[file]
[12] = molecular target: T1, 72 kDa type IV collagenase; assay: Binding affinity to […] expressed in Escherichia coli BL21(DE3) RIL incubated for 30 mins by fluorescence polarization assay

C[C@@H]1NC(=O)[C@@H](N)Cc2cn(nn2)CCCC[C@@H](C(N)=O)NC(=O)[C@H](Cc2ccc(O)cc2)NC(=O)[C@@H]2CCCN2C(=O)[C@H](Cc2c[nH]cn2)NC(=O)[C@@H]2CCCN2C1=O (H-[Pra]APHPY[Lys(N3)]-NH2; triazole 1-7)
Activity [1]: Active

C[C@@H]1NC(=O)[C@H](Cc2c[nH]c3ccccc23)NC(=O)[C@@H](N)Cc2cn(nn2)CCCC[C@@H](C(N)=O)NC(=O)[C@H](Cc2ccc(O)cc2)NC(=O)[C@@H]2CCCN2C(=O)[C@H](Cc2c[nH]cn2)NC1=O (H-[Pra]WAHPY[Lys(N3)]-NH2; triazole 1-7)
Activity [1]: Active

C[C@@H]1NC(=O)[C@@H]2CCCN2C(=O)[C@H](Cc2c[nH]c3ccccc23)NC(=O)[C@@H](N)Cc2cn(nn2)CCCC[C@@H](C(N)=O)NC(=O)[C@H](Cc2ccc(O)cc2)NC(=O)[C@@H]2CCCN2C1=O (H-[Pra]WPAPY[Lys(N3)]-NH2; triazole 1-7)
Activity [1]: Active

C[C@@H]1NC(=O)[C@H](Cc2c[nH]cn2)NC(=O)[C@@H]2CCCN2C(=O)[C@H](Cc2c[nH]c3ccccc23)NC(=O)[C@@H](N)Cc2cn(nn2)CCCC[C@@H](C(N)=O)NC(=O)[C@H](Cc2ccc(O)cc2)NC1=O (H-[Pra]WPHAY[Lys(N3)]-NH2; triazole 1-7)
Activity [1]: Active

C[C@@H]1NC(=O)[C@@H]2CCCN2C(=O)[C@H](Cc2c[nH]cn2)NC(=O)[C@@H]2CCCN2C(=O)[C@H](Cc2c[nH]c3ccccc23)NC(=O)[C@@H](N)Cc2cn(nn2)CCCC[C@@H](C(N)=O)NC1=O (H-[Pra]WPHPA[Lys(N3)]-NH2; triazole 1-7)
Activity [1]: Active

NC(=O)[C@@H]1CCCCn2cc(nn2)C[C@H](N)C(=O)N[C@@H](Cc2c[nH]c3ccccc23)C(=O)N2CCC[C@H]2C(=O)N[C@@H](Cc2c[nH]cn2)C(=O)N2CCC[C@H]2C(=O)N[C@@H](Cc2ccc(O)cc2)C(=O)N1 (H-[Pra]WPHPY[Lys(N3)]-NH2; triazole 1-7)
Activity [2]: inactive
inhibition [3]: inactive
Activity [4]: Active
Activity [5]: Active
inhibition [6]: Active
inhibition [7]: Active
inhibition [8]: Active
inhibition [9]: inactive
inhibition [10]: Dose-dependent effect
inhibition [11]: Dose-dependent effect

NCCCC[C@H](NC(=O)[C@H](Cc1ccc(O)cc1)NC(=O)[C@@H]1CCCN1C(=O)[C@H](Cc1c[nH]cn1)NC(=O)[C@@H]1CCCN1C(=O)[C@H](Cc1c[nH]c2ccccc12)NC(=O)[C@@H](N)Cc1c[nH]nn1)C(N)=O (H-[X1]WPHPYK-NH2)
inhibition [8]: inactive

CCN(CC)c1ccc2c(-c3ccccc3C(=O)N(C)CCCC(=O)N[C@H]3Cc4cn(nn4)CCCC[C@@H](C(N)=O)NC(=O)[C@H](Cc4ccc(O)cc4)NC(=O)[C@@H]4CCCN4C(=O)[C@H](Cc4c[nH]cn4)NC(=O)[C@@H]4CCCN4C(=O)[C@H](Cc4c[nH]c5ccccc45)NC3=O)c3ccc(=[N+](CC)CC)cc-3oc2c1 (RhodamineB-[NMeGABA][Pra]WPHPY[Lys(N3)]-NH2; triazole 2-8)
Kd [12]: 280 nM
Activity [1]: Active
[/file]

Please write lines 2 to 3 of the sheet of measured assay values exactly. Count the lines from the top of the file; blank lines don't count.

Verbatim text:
C[C@@H]1NC(=O)[C@@H](N)Cc2cn(nn2)CCCC[C@@H](C(N)=O)NC(=O)[C@H](Cc2ccc(O)cc2)NC(=O)[C@@H]2CCCN2C(=O)[C@H](Cc2c[nH]cn2)NC(=O)[C@@H]2CCCN2C1=O (H-[Pra]APHPY[Lys(N3)]-NH2; triazole 1-7)
Activity [1]: Active